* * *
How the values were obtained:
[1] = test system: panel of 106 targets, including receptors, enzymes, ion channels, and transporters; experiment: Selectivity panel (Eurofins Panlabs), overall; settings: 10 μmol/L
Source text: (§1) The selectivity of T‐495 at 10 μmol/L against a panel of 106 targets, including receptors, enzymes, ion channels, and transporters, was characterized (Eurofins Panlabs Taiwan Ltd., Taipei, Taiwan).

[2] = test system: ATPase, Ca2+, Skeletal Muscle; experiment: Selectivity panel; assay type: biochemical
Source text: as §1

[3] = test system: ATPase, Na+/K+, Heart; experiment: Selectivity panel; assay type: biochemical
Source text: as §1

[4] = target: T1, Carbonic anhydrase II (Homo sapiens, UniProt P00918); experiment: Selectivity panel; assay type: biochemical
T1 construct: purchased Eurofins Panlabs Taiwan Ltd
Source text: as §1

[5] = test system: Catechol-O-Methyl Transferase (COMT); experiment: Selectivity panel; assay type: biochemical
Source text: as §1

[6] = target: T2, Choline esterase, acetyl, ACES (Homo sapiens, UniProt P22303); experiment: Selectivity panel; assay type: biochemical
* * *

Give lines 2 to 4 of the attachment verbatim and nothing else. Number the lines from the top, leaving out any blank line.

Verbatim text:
[1] = test system: panel of 106 targets, including receptors, enzymes, ion channels, and transporters; experiment: Selectivity panel (Eurofins Panlabs), overall; settings: 10 μmol/L
Source text: (§1) The selectivity of T‐495 at 10 μmol/L against a panel of 106 targets, including receptors, enzymes, ion channels, and transporters, was characterized (Eurofins Panlabs Taiwan Ltd., Taipei, Taiwan).

[2] = test system: ATPase, Ca2+, Skeletal Muscle; experiment: Selectivity panel; assay type: biochemical